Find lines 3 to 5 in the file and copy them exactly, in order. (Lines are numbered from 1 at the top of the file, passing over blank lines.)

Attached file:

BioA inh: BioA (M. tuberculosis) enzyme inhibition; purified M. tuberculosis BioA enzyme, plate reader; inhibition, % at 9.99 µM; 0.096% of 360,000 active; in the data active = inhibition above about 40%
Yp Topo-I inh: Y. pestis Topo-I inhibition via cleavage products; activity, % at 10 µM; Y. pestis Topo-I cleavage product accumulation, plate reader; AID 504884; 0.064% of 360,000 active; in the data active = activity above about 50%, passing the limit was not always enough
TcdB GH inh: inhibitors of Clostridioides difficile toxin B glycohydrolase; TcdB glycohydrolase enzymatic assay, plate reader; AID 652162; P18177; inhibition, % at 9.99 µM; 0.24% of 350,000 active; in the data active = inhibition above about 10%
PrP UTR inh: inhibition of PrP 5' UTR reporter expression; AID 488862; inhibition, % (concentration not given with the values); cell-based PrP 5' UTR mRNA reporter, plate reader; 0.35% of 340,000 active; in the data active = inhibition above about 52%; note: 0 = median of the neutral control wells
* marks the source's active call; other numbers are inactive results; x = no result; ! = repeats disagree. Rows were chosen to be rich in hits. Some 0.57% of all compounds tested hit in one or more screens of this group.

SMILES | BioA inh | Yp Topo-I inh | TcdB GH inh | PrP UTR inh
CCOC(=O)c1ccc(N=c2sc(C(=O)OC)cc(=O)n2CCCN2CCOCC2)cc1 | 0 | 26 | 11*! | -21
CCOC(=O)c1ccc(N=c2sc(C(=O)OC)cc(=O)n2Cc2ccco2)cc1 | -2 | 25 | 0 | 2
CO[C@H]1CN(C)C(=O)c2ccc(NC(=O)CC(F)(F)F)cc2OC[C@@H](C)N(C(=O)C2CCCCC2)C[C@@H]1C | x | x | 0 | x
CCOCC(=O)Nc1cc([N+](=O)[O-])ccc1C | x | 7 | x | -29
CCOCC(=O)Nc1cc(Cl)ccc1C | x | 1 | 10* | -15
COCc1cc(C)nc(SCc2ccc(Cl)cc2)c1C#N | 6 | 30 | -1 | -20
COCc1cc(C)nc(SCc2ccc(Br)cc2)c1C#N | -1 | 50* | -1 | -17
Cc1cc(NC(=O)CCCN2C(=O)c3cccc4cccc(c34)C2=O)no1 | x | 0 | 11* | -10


TcdB GH inh: inhibitors of Clostridioides difficile toxin B glycohydrolase; TcdB glycohydrolase enzymatic assay, plate reader; AID 652162; P18177; inhibition, % at 9.99 µM; 0.24% of 350,000 active; in the data active = inhibition above about 10%
PrP UTR inh: inhibition of PrP 5' UTR reporter expression; AID 488862; inhibition, % (concentration not given with the values); cell-based PrP 5' UTR mRNA reporter, plate reader; 0.35% of 340,000 active; in the data active = inhibition above about 52%; note: 0 = median of the neutral control wells
* marks the source's active call; other numbers are inactive results; x = no result; ! = repeats disagree. Rows were chosen to be rich in hits. Some 0.57% of all compounds tested hit in one or more screens of this group.